With only six new cases of Ebola infection reported in Zaire during the last week, the World Health Organization said Friday the epidemic of the deadly viral disease in the African country was “coming under control.”
“The acute phase of the epidemic is over and transmission now has been greatly reduced, if not completely halted,” WHO said in a news release issued from the headquarters of the U.N. agency in Geneva.
The international team of scientists investigating the epidemic has now identified a total of 160 confirmed or suspected cases, including 121 deaths, that have occurred in Zaire since late December. Of the 160 cases, 138 were in Kikwit, a city of about 600,000 about 300 miles from Kinshasa, the capital. The remaining cases occurred in five other areas near Kikwit in Bandundu province. The victims ranged in age from 3 months to 71 years. Only five were under 16 years old.
The number of cases is smaller than health officials had predicted. Last week, WHO officials warned that the total would rise substantially. They said they suspected that people were incubating the virus and would become ill in a new wave of the epidemic. Some health officials involved in the investigation estimated that the total might reach several hundred cases.
The incubation period ranges from two to 21 days.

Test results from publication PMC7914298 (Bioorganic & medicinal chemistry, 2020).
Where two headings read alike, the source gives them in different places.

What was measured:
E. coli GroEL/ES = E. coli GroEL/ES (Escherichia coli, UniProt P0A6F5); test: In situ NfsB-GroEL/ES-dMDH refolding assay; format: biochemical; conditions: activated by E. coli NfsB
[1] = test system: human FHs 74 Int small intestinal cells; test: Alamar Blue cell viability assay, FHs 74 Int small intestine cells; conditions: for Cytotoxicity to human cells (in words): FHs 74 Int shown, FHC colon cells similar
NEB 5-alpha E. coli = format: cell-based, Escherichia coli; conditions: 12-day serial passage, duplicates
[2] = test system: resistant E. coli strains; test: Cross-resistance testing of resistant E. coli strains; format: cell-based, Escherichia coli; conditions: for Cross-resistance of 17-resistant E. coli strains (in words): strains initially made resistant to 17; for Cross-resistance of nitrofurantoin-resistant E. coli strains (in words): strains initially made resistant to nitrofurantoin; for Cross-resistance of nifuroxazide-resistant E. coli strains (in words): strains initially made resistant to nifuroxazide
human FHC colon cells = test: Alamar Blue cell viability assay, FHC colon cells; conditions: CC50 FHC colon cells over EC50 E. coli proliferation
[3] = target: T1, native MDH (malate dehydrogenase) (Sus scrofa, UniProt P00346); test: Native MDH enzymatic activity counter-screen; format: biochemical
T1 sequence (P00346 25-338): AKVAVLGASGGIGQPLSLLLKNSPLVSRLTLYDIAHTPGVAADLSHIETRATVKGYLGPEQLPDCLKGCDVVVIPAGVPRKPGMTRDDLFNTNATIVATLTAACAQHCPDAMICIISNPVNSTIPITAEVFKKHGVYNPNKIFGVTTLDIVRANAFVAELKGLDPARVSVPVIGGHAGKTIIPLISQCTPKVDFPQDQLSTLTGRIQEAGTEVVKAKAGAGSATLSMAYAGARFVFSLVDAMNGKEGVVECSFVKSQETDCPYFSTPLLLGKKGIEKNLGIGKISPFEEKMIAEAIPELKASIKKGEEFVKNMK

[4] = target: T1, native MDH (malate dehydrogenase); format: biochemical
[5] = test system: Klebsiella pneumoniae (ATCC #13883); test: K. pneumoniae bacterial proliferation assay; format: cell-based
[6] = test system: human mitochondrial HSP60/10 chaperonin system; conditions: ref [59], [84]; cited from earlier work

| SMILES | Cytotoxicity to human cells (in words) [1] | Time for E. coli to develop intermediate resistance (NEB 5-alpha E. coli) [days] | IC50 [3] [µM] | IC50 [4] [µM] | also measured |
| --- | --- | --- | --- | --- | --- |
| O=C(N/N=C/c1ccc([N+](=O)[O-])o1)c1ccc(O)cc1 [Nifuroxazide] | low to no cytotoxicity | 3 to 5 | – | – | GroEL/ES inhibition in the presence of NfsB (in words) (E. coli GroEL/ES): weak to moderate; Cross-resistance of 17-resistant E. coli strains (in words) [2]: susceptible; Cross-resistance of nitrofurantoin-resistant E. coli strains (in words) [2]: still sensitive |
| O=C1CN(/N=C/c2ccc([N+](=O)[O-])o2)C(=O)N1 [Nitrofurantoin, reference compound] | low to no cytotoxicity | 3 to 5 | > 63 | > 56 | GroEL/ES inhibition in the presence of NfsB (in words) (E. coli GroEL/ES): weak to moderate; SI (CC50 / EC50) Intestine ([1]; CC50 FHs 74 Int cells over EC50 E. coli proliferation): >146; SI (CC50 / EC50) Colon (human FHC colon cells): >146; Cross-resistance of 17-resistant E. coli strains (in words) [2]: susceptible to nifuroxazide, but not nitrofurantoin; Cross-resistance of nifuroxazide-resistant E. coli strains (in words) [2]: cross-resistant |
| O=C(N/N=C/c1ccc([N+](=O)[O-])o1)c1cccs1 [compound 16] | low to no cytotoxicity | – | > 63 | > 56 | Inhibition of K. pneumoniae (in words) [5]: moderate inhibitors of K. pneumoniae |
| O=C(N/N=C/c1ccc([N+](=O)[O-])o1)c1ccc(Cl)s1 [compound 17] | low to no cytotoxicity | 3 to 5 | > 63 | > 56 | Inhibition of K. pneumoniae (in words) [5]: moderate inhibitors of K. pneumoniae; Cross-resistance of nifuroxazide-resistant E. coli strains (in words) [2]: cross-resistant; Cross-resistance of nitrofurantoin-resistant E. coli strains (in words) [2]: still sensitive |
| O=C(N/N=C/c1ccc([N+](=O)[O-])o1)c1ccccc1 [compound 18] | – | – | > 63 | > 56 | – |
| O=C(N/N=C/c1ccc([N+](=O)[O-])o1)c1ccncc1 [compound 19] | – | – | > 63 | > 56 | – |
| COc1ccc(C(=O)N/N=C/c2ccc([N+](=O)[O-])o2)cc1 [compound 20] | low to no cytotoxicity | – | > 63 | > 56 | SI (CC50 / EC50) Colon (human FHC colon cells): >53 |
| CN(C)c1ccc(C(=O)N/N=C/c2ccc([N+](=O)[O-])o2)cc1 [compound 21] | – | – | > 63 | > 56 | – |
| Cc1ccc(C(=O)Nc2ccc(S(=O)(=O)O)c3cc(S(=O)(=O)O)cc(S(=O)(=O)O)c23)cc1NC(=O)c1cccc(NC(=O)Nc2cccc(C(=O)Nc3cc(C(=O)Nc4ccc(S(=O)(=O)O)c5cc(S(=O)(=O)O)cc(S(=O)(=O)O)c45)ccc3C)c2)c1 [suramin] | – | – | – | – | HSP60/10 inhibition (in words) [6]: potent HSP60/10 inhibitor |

Health officials’ worst fears were that the virus would spread from Kikwit to Kinshasa, a city of 6 million, and possibly to other countries. But no such cases have been reported, WHO said.
The international team has included more than 60 scientists, and new members are arriving to replace some who have left, said Valery Abramov, a WHO spokesman. Now that the initial phase of the investigation - finding cases and cleaning the hospitals - has been accomplished, the scientists are aiming to improve the quality of health care in the epidemic area.
The scientists also are beginning studies to learn where the virus resides between epidemics. Ebola is a member of the hemorrhagic fever virus group that produce flu-like symptoms and fever and that kill by causing uncontrollable bleeding throughout the body.
The reservoir for Ebola virus is not known, despite attempts to find it during the two previously known outbreaks, in 1976 and 1979 in Zaire and Sudan.
At this point, the initial case appears to be a forest worker who was infected in late December.